Naomi Osaka's victory in the US Open was hailed Sunday by media and officials in Japan, who broadly welcomed her campaigning for victims of racial injustice and against police brutality.
Public broadcaster NHK broke into its regular news programme to flash the news of the 22-year-old's latest Grand Slam triumph, after she beat Victoria Azarenka 1-6, 6-3, 6-3 to add to winning the 2018 US Open and the 2019 Australian Open.
"Osaka achieved the feat of winning a record third title in the Grand Slam singles as an Asian player," said the daily Nikkan Sports.
Japan's men's tennis number one Kei Nishikori, who withdrew from the US Open after a positive coronavirus test, congratulated his fellow player on her triumph -- tweeting a string of emoticons of likes, muscles and Japanese flags.
Prime Minister Shinzo Abe, who is scheduled to step down this week due to health problems, tweeted: "Congratulations on your second win at the US Open. Thank you for the sensation. I hope you will continue playing outstandingly."
Media and supporters also backed 22-year-old Osaka's protest against racism on and off the court.
"The victory embodied the feeling of bereaved families who hope to prevent a repeat of tragedies and change society," the Mainichi Shimbun daily said.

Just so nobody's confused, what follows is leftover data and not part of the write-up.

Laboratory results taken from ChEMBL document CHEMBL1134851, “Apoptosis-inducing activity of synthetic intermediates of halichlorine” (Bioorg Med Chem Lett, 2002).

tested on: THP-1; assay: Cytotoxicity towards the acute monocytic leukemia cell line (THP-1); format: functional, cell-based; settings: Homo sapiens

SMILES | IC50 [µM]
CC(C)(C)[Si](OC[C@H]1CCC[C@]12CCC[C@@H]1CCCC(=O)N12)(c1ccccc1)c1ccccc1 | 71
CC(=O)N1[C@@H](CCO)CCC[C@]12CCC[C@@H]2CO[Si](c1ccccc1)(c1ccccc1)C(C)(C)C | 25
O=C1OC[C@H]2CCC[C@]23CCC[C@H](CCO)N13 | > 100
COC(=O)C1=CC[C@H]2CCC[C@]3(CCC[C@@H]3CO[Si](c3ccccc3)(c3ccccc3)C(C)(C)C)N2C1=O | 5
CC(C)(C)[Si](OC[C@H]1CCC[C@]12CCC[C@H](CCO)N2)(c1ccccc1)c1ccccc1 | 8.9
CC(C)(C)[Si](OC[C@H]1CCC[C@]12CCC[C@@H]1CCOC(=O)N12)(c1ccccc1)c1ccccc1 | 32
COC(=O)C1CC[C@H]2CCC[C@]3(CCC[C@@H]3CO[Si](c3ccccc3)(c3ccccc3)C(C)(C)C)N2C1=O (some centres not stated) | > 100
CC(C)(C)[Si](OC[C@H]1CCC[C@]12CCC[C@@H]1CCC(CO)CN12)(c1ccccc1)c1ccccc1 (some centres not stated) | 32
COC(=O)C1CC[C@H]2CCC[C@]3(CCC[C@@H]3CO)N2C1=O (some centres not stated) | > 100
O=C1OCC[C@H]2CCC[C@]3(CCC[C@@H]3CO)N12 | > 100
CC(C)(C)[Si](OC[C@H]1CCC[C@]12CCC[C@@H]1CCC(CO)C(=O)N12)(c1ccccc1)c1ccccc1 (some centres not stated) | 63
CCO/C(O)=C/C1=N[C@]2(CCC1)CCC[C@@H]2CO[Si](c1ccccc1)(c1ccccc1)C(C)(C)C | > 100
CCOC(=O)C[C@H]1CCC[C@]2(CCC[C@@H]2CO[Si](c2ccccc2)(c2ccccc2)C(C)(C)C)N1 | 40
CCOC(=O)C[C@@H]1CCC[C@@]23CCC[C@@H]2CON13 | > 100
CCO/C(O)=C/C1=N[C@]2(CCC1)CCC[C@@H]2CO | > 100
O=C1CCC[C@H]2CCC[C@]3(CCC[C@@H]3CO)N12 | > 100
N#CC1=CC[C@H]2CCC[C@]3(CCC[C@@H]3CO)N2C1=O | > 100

Osaka walked onto the court before the final wearing a mask bearing the name of Tamir Rice, a 12-year-old African-American boy who was shot dead by a white police officer in Cleveland, Ohio in 2014.
Osaka, of Japanese and Haitian heritage, wore different masks for each of her seven matches in the tournament, honouring victims of racial injustice and police brutality.
"She is brave. I'm proud of her," Osaka's 75-year-old grandfather, Tetsuo Osaka, told reporters of her stand.
Fumio Kishida, one of three candidates to succeed Abe, tweeted: "I respect her as she fought it out and showed the best result, bringing up the importance of diversity to the world. I'm greatly encouraged."
But the Mainichi daily reported mixed reactions from some sponsors in Japan.
"I don't think she needed to do that while she's fighting her way to the top. If possible, we'd like her to attract more attention with her tennis skills," said a source linked to a Japanese corporate sponsor of Osaka's, according to the daily.